OPINION: The Charities Bill - The law on trial

Patrick McCurry

Company and charity law

More and more charities are choosing to become companies because it reduces the individual liability of trustees, says Jean Dollimore, and the CIO structure will make incorporation a less cumbersome process. The Government intends to allow charities with income of less than £5,000 a year to have the option of not registering with the Charity Commission. But lawyers believe that many smaller charities will still choose to register.

"I think many small charities will still want to be registered so that they have credibility among donors," says James Carleton.

When it comes to proposals to relax campaigning rules, Chris Priestley points out that there have already been moves, in the form of Charity Commission guidance, to allow charities more freedom in campaigning. But he stresses that, even if there is a further relaxation outlined in the Bill or its associated guidance, the prohibition on charities engaging in overtly political campaigning will continue.

Of more significance, says Dollimore, is the proposal to create an independent appeals process for charities that are unhappy with Charity Commission rulings. "It's important for the sector and the commission that the system should be seen to be fair and, in recent years, there have been several cases in which trustees have complained that the Charity Commission is both judge and jury," she says.

She adds that the Bill will provide new information on the form and structure of a future appeals process.

Michael Scott of Charles Russell agrees that an independent appeals system is a welcome development: "At the moment, the suspicion is that the people who judge an appeal at the Charity Commission may be the same people who took the original decision, and if a charity is unhappy with this, their only option is to go to court."

Whether the legislative changes result in more, or fewer, registered charities remains to be seen, but most lawyers do not expect any dramatic changes in the number of charities.

"The trend has been for the number of charities to increase, and I think that will continue," says Chris Priestley.

CHARITIES BILL: THE KEY POINTS

The Government laid out its broad plans for the Charities Bill in its response, published in July, to the Strategy Unit review of the sector.

Among the key areas dealt with in the Government's response were:

- Legal definition of charity: The Government accepted the Strategy Unit's recommendation for a new definition of charity, based on the principle of public benefit.

- List of charitable purposes: The Government accepted the proposal that a new list of charitable purposes be drawn up to reflect changes in society. In addition to the Strategy Unit's list of 10 charitable purposes, it added the promotion of animal welfare and the provision of social housing.

- Trading by charities: The Government rejected the recommendation that charities should be able to trade without setting up a trading company. The Government argued that such a reform would create unfair competition with the private sector.

- Charitable incorporated organisations: The Government accepted the recommendation that a new legal form for charities, the CIO, be introduced. This would prevent charitable companies having to comply with both charity and company law.

- Standard information return: The Government accepted the Strategy Unit's proposal that larger charities be required to provide a standard information return highlighting key information about the charity, how it sets its objectives and measures outcomes.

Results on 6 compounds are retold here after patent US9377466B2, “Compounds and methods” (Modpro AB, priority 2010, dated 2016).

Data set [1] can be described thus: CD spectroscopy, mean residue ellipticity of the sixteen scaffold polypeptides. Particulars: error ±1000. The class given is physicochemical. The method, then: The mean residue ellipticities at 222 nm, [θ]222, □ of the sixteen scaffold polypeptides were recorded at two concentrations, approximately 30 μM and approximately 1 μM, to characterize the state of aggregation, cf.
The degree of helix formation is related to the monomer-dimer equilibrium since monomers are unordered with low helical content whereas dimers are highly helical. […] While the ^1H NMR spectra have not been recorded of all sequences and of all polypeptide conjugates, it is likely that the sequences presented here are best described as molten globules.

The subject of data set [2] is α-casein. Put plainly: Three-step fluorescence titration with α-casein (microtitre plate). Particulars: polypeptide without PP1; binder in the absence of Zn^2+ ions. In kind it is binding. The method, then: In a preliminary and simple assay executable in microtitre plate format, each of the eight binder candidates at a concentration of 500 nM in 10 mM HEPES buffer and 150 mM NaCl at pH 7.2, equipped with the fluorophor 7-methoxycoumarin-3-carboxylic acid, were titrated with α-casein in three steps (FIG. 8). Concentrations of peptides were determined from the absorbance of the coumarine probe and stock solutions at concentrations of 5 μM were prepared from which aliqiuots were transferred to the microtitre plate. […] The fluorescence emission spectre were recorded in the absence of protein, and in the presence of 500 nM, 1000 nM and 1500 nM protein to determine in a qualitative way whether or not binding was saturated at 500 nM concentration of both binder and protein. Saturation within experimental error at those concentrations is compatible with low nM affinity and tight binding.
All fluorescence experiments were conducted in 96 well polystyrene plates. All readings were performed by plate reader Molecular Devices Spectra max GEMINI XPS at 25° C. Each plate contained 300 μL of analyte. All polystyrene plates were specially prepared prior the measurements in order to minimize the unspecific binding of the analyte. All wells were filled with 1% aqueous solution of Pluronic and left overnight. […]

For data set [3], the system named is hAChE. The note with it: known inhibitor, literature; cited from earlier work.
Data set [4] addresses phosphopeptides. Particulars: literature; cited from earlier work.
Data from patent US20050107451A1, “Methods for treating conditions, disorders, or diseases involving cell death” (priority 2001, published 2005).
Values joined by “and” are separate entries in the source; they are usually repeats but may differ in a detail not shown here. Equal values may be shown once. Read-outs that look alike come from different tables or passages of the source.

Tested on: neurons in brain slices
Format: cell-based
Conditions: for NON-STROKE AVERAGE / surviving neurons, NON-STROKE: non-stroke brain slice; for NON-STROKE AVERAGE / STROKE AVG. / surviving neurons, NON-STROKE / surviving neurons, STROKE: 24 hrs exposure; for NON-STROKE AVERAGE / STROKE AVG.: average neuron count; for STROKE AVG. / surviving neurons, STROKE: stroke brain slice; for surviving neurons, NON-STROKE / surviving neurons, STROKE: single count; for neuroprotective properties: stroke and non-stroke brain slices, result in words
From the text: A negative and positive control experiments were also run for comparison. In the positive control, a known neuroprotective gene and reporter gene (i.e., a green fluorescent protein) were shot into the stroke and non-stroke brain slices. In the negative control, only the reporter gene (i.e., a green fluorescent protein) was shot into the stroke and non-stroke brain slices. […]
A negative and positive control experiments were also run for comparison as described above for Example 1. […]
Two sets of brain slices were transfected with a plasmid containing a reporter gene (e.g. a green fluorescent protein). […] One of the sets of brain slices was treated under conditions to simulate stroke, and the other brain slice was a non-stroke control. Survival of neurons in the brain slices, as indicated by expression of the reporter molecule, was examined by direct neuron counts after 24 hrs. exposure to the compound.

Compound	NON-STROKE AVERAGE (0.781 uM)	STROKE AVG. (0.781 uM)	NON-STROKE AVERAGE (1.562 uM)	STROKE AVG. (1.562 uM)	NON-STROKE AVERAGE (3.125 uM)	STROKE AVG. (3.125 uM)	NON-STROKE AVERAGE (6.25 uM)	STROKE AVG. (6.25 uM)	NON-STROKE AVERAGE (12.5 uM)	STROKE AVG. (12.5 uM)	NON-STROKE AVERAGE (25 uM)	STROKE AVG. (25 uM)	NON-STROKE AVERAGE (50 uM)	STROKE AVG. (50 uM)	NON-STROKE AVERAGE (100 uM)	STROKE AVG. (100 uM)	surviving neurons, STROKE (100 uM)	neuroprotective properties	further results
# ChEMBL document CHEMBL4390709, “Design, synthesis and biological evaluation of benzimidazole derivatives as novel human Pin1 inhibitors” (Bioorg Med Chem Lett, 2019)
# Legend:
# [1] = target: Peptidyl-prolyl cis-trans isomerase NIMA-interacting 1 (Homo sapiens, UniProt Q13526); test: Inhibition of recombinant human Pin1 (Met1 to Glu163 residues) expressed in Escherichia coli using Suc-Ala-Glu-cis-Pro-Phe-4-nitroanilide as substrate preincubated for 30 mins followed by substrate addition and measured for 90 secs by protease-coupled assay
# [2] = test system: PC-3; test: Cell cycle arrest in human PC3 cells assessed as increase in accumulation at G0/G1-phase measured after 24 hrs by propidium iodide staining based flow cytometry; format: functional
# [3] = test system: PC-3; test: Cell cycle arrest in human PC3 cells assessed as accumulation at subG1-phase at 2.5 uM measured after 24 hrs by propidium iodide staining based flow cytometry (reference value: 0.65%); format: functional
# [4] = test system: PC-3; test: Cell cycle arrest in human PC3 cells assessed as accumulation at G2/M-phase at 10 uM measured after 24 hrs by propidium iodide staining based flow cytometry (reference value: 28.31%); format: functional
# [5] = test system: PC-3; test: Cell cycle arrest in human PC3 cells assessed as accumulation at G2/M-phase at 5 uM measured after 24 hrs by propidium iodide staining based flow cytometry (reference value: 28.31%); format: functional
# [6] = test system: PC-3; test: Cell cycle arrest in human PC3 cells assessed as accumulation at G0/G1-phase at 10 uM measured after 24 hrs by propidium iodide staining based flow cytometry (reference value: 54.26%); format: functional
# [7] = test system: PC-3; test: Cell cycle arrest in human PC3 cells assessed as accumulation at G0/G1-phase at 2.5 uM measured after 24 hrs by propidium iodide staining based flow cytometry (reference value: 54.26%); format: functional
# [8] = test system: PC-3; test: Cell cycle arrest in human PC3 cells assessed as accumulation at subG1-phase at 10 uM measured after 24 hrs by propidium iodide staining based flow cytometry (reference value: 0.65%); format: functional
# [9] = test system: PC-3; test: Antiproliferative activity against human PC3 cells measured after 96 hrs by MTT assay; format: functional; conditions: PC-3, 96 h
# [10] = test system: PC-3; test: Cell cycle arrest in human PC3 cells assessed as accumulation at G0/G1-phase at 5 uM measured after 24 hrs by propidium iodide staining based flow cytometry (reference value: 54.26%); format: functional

- Registration of small charities: The Government accepted the Strategy Unit's argument that smaller charities should not have to register with the Charity Commission. But it stated that the threshold for registration should be raised from charities with income of £1,000 to those with £5,000 income, rather than the Strategy Unit's recommendation of a threshold of £10,000.

The long-awaited Charities Bill was unveiled last month. Patrick McCurry assesses the key points, investigates what could be changed in the draft and if it will be passed in time.

The long-awaited reform of charity law edged closer to reality last month with the announcement of a Charities Bill in the Queen's Speech.

But, given the probability of a General Election in the first half of 2005, there remains some uncertainty about the Bill's chances of becoming law in time.

And, while lawyers know in broad terms what the legislation will cover, there are still doubts about exactly what the details contain and in what form. This will become clearer with the draft bill. The Home Office has not said when this will happen, but in order to get the bill through Parliament by the election, it would probably have to be by the middle of 2004.

"The unofficial line I've heard is that a draft bill will be published next spring," says charity lawyer Jean Dollimore, a partner at law firm Hempsons.

This will be followed by 'pre-legislative scrutiny', a mechanism sometimes used for non-controversial legislation, in which a bill is considered by a Parliamentary select committee before going through the traditional readings in both houses.

During the pre-legislative scrutiny, interested parties will be invited to present their views. Lawyers welcome this consultative approach by the Government, although they acknowledge that there has already been significant consultation on the key elements of the legislation by the Government's Strategy Unit, whose September 2002 report will form the backbone of the bill.

"I'm sure many groups, including the Charity Law Association, will want to give their views on the draft bill when it comes out," says Jonathan Burchfield, head of the charity group at Nabarro Nathanson and deputy chair of the association.

But it is unlikely that the Government will accept significant changes.

For example, in its response to the Strategy Unit report, the Government chose not to accept the recommendation that charities should be able to trade without setting up cumbersome subsidiaries.

"Although we were disappointed the Government didn't accept this, it's probably unrealistic to expect them to change their mind," says Jonathan Burchfield.

Despite having to go through this pre-legislative process, Chris Priestley, a partner at law firm Withers, believes the Bill will become law before the next election: "It's an area where the Government can please its natural supporters, and the bill is relatively uncontroversial." Dollimore agrees, arguing that the charity sector has become more important to the Government in its delivery of public services. "The Charities Act 1992 went through in the last hours of that Parliament, and I think this one will get through too."